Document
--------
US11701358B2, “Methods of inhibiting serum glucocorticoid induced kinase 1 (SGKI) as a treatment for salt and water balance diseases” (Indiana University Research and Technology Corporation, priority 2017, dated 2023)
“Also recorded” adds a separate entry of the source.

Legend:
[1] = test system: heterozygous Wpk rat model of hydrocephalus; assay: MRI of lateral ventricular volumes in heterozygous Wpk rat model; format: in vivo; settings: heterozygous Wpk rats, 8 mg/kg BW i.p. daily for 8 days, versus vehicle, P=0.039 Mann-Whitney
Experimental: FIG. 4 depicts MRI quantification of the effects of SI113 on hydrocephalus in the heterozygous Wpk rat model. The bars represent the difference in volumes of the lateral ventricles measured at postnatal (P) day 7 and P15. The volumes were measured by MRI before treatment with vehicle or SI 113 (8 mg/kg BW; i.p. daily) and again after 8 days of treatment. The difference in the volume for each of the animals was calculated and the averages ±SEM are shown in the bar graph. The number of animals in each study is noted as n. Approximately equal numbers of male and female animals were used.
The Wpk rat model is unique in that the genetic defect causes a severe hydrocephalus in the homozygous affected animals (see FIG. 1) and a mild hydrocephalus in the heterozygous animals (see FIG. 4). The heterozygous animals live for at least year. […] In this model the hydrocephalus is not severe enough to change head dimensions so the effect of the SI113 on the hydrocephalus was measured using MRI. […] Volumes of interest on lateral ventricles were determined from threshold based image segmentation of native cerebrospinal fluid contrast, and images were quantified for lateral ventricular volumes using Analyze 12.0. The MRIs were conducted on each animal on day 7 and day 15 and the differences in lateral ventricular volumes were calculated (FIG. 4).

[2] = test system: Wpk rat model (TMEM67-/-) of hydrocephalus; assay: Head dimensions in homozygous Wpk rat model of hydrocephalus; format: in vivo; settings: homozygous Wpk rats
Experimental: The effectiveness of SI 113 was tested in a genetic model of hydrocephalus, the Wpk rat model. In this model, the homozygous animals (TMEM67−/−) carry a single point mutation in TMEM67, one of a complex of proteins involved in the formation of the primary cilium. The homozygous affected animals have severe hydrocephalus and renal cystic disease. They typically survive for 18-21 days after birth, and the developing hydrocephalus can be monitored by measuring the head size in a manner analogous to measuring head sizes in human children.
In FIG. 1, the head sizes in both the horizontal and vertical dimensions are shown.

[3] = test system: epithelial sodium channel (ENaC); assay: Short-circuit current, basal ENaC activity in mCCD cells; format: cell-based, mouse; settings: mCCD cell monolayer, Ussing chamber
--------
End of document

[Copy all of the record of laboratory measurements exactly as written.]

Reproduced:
US11701358B2, “Methods of inhibiting serum glucocorticoid induced kinase 1 (SGKI) as a treatment for salt and water balance diseases” (Indiana University Research and Technology Corporation, priority 2017, dated 2023)
“Also recorded” adds a separate entry of the source.

Legend:
[1] = test system: heterozygous Wpk rat model of hydrocephalus; assay: MRI of lateral ventricular volumes in heterozygous Wpk rat model; format: in vivo; settings: heterozygous Wpk rats, 8 mg/kg BW i.p. daily for 8 days, versus vehicle, P=0.039 Mann-Whitney
Experimental: FIG. 4 depicts MRI quantification of the effects of SI113 on hydrocephalus in the heterozygous Wpk rat model. The bars represent the difference in volumes of the lateral ventricles measured at postnatal (P) day 7 and P15. The volumes were measured by MRI before treatment with vehicle or SI 113 (8 mg/kg BW; i.p. daily) and again after 8 days of treatment. The difference in the volume for each of the animals was calculated and the averages ±SEM are shown in the bar graph. The number of animals in each study is noted as n. Approximately equal numbers of male and female animals were used.
The Wpk rat model is unique in that the genetic defect causes a severe hydrocephalus in the homozygous affected animals (see FIG. 1) and a mild hydrocephalus in the heterozygous animals (see FIG. 4). The heterozygous animals live for at least year. […] In this model the hydrocephalus is not severe enough to change head dimensions so the effect of the SI113 on the hydrocephalus was measured using MRI. […] Volumes of interest on lateral ventricles were determined from threshold based image segmentation of native cerebrospinal fluid contrast, and images were quantified for lateral ventricular volumes using Analyze 12.0. The MRIs were conducted on each animal on day 7 and day 15 and the differences in lateral ventricular volumes were calculated (FIG. 4).

[2] = test system: Wpk rat model (TMEM67-/-) of hydrocephalus; assay: Head dimensions in homozygous Wpk rat model of hydrocephalus; format: in vivo; settings: homozygous Wpk rats
Experimental: The effectiveness of SI 113 was tested in a genetic model of hydrocephalus, the Wpk rat model. In this model, the homozygous animals (TMEM67−/−) carry a single point mutation in TMEM67, one of a complex of proteins involved in the formation of the primary cilium. The homozygous affected animals have severe hydrocephalus and renal cystic disease. They typically survive for 18-21 days after birth, and the developing hydrocephalus can be monitored by measuring the head size in a manner analogous to measuring head sizes in human children.
In FIG. 1, the head sizes in both the horizontal and vertical dimensions are shown.

[3] = test system: epithelial sodium channel (ENaC); assay: Short-circuit current, basal ENaC activity in mCCD cells; format: cell-based, mouse; settings: mCCD cell monolayer, Ussing chamber